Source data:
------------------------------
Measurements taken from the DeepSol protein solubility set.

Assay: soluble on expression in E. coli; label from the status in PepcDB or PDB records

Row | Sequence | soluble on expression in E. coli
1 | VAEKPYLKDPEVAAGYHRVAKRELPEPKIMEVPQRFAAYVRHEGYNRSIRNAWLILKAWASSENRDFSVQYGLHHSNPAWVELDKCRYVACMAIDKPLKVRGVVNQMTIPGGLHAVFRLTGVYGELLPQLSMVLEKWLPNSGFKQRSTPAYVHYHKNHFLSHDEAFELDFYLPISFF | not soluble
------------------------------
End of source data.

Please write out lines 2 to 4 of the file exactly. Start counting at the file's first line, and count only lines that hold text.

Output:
Assay: soluble on expression in E. coli; label from the status in PepcDB or PDB records

Row | Sequence | soluble on expression in E. coli
1 | VAEKPYLKDPEVAAGYHRVAKRELPEPKIMEVPQRFAAYVRHEGYNRSIRNAWLILKAWASSENRDFSVQYGLHHSNPAWVELDKCRYVACMAIDKPLKVRGVVNQMTIPGGLHAVFRLTGVYGELLPQLSMVLEKWLPNSGFKQRSTPAYVHYHKNHFLSHDEAFELDFYLPISFF | not soluble